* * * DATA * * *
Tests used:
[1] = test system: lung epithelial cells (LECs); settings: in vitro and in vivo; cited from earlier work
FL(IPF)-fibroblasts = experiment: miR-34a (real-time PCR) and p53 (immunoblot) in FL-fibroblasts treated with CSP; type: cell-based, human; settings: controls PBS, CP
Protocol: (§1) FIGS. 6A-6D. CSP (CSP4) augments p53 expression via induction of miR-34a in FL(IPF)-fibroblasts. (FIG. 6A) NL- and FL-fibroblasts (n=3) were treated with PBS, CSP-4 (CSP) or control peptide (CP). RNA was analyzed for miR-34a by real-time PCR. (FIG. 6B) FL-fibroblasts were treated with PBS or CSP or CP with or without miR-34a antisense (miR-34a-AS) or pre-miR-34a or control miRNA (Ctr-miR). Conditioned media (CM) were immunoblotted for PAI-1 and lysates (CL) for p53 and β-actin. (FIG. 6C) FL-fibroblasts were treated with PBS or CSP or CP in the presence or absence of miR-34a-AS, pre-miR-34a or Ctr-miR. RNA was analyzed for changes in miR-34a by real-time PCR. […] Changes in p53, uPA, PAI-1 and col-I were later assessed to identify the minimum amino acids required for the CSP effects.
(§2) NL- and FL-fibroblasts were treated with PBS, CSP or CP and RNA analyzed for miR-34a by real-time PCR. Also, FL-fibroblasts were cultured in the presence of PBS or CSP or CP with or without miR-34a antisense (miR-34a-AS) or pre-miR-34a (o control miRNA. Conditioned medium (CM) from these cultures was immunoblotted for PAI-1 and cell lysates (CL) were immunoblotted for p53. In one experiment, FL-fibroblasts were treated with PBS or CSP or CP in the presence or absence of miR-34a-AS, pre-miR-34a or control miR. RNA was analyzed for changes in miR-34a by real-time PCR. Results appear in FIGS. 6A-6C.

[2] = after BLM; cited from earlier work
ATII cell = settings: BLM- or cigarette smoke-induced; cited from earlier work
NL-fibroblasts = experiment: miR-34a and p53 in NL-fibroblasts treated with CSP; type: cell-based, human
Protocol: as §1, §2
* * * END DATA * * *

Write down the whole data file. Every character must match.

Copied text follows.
Tests used:
[1] = test system: lung epithelial cells (LECs); settings: in vitro and in vivo; cited from earlier work
FL(IPF)-fibroblasts = experiment: miR-34a (real-time PCR) and p53 (immunoblot) in FL-fibroblasts treated with CSP; type: cell-based, human; settings: controls PBS, CP
Protocol: (§1) FIGS. 6A-6D. CSP (CSP4) augments p53 expression via induction of miR-34a in FL(IPF)-fibroblasts. (FIG. 6A) NL- and FL-fibroblasts (n=3) were treated with PBS, CSP-4 (CSP) or control peptide (CP). RNA was analyzed for miR-34a by real-time PCR. (FIG. 6B) FL-fibroblasts were treated with PBS or CSP or CP with or without miR-34a antisense (miR-34a-AS) or pre-miR-34a or control miRNA (Ctr-miR). Conditioned media (CM) were immunoblotted for PAI-1 and lysates (CL) for p53 and β-actin. (FIG. 6C) FL-fibroblasts were treated with PBS or CSP or CP in the presence or absence of miR-34a-AS, pre-miR-34a or Ctr-miR. RNA was analyzed for changes in miR-34a by real-time PCR. […] Changes in p53, uPA, PAI-1 and col-I were later assessed to identify the minimum amino acids required for the CSP effects.
(§2) NL- and FL-fibroblasts were treated with PBS, CSP or CP and RNA analyzed for miR-34a by real-time PCR. Also, FL-fibroblasts were cultured in the presence of PBS or CSP or CP with or without miR-34a antisense (miR-34a-AS) or pre-miR-34a (o control miRNA. Conditioned medium (CM) from these cultures was immunoblotted for PAI-1 and cell lysates (CL) were immunoblotted for p53. In one experiment, FL-fibroblasts were treated with PBS or CSP or CP in the presence or absence of miR-34a-AS, pre-miR-34a or control miR. RNA was analyzed for changes in miR-34a by real-time PCR. Results appear in FIGS. 6A-6C.

[2] = after BLM; cited from earlier work
ATII cell = settings: BLM- or cigarette smoke-induced; cited from earlier work
NL-fibroblasts = experiment: miR-34a and p53 in NL-fibroblasts treated with CSP; type: cell-based, human
Protocol: as §1, §2